and in a number of other facets of modern life as well. Today, teaching is
just one of many choices. Of course this is all mathematical science, and
we would encourage our students to consider *any* of these career paths.
But the Ph.D. has traditionally been a limiting rather than a diversifying degree.
The typical Ph.D. student is unaware of the many choices that are available. Put in
other words, most Ph.D. students think of themselves as clones of their thesis
advisors. We need to change the way that we educate our graduate students about
the world around them.

Inequities and bigotry that continue even until today have also caused people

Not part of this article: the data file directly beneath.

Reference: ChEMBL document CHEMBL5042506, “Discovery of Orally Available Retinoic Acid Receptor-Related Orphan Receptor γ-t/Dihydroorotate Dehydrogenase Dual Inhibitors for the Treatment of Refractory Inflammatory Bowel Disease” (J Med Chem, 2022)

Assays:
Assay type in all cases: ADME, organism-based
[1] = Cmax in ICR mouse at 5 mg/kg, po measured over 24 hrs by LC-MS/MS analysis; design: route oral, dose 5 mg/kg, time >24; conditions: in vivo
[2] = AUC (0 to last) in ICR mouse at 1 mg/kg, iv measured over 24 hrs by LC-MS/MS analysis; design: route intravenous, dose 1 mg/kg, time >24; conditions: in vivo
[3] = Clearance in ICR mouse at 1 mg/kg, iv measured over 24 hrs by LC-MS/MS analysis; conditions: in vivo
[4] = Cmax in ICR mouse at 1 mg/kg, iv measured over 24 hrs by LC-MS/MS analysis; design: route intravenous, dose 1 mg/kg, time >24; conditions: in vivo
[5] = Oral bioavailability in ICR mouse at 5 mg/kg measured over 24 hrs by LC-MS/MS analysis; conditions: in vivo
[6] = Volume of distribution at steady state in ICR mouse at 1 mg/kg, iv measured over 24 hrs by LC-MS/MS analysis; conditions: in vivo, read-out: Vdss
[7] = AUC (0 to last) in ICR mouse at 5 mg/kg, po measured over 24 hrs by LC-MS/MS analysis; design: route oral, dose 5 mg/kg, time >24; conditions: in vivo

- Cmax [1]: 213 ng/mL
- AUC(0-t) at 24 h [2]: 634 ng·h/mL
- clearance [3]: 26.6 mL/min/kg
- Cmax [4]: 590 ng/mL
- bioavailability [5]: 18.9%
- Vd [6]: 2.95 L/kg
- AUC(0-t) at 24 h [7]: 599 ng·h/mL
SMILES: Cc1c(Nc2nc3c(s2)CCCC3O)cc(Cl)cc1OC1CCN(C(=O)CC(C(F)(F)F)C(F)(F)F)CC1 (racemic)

of color to be cautious of the mathematics profession. In
particular, faculty at predominantly black colleges are
hesitant to recommend their best students to good math
programs (which tend to be at predominantly *white*
colleges). The mathematics profession is perceived to be a
"white" profession. It is not very visible to young people
raised in an economically disadvantaged environment.
Put in other words: To a a bright and ambitious young person
raised in such circumstances, careers in medicine, engineering, and law
are obvious choices with immediate social impact. Mathematics
is much less prominent on the radar screen. And it is also not
perceived, in many cases, as being very welcoming.